Q. Can I rent my property out?

A. Most certainly. We can introduce you to reputable rental agents whilst on your trip or nearer to completion. It is normally better to go to the rental agent closest to the property you have purchased. However, you will also find that some of the major developments offer their own property management service. Italian rental agents normally offer a key holding/management service for which a monthly charge will be made. They can also find tenants for you and will agree, prior to the booking, the net amount you will receive after they have deducted all of their charges. They normally also offer a preparation service. That is to say if you have a friend who wants to rent your property from you, they will clean the property, change the sheets and so on, for a fixed fee that they will confirm with you in advance. When discussing your requirements with us, tell us that you are mainly interested in buying rental property, and we can then allow time to discuss this aspect of the purchase with you. But remember you should declare any income to the Revenue Office that you bring back into the country. The department should be able to answer any specific questions you may have. For more information, please visit:
UK - ROI -

Q. What about annual running costs?

A. This depends on the price of your property and when you buy. As a guideline, annual running costs for an average priced two/three bedroom property will be somewhere between £1,000 and £1,500/ 1,500 and 2,250. This will include water, gas, electricity, local rates, community fees and house and contents insurance.

Q. Can I take my existing furniture out to Italy?

A. The short answer is yes. Should you be moving on a permanent basis, you may well want to take some or all of your existing furniture, as well as your prized possessions. After all, you may have spent a long time accumulating what you have and it will make the transition easier. The best option is to use a property removal expert who will ensure all items are packed safely whilst in their possession and transported to your new home with a minimum of fuss.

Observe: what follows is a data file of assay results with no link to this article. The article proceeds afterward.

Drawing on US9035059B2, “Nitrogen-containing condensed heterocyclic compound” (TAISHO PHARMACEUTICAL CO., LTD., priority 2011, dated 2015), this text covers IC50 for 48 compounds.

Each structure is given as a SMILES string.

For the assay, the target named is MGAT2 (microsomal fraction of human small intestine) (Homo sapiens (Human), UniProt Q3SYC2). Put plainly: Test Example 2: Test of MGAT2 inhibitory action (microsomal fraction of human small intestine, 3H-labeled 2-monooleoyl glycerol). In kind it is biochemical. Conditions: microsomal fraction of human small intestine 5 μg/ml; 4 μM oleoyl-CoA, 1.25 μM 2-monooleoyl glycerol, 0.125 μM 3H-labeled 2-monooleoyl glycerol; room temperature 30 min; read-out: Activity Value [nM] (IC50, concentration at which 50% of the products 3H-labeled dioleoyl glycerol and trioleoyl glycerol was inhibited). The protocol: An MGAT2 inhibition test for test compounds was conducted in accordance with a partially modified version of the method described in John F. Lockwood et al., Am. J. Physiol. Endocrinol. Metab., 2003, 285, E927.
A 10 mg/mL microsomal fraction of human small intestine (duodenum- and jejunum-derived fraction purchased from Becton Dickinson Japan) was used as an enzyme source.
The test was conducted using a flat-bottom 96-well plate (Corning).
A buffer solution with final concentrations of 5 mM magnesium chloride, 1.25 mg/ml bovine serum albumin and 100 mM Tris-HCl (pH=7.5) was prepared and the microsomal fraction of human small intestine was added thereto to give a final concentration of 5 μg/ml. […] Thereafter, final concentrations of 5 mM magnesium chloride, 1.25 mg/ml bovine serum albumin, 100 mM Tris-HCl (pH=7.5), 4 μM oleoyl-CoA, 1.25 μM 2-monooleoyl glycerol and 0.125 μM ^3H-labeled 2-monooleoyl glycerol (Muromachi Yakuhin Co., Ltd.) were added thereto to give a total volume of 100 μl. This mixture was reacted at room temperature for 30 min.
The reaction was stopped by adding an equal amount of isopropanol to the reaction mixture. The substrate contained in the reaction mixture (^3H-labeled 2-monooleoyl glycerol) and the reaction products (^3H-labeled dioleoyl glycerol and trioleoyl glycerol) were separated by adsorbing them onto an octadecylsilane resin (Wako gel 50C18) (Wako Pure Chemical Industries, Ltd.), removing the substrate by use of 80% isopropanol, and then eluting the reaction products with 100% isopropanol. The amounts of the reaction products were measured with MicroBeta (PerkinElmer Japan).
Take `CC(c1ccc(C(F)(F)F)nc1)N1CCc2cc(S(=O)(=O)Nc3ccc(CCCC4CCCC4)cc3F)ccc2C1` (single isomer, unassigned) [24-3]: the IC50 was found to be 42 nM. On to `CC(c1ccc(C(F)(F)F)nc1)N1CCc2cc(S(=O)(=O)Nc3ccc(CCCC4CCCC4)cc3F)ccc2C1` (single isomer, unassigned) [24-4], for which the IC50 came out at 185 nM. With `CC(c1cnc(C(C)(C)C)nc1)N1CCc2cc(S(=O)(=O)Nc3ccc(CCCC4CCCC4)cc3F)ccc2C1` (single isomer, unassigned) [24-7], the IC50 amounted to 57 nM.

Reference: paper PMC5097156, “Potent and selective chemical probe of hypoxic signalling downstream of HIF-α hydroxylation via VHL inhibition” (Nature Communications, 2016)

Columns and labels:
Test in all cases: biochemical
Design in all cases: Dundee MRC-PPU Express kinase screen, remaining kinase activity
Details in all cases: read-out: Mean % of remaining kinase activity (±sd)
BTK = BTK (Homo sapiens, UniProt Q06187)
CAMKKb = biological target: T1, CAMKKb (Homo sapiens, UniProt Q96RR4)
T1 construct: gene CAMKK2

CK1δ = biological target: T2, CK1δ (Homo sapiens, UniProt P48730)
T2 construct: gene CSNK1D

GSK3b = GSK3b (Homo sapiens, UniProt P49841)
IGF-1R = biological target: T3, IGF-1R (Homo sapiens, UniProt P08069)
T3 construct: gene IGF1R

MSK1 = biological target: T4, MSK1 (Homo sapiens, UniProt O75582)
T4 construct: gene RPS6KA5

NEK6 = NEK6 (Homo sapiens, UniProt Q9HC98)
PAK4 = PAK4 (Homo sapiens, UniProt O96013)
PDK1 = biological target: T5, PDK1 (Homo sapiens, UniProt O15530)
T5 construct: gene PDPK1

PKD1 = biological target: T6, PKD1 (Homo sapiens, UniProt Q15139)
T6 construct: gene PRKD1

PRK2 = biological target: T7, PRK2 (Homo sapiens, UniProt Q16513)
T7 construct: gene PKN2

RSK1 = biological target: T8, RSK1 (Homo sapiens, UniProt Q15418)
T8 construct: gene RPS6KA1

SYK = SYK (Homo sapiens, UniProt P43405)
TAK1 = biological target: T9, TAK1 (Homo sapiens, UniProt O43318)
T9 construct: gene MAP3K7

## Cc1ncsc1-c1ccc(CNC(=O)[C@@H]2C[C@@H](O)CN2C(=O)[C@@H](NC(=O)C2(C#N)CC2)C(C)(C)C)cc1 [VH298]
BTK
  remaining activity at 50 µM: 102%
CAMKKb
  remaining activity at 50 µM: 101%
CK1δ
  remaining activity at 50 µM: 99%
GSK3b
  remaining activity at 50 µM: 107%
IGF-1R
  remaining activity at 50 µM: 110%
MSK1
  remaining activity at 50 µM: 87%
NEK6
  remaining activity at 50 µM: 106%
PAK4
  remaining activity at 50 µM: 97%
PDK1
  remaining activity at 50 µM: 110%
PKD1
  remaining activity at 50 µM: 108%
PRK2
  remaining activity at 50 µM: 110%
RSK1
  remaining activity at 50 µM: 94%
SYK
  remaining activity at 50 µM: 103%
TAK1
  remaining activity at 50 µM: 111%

Q. What about furnishing my property from scratch?

A. “Where can I go for furniture?” and “Could my property be supplied furnished?” are two questions we are frequently asked. If you are already familiar with Italy and its wide range of furniture stores … then you will probably have this already in hand. That’s assuming you have time to make the arrangements.
Here’s how we can help in a number of ways:
• We can advise on those developments that offer furnished properties or furniture packs readily for sale and discuss this with the sales team on your behalf.
• You can discuss your requirements with a member of staff whilst you are in Italy … with their local knowledge they will know the best places to shop for the type of products you require.
The essence of this is simply that we can offer you a complete service, so that your new property is one hundred percent right for you … inside and out.

The information contained in this document was believed correct at the time of going to press but we cannot guarantee its accuracy. You should always seek independent professional advice and check the up-to-date position before entering into any property-related transaction. PD Estates aim to deal only with local developers overseas whom it reasonably believes to be reputable. However, PD Estates can offer no assurances as to the financial status of any developer over the period of any particular project. Any decision to acquire or invest in overseas property is a significant one and ultimately rests with the client. There are risks involved and independent professional advice should be sought. Circumstances can change and the value of property can go down as well as up.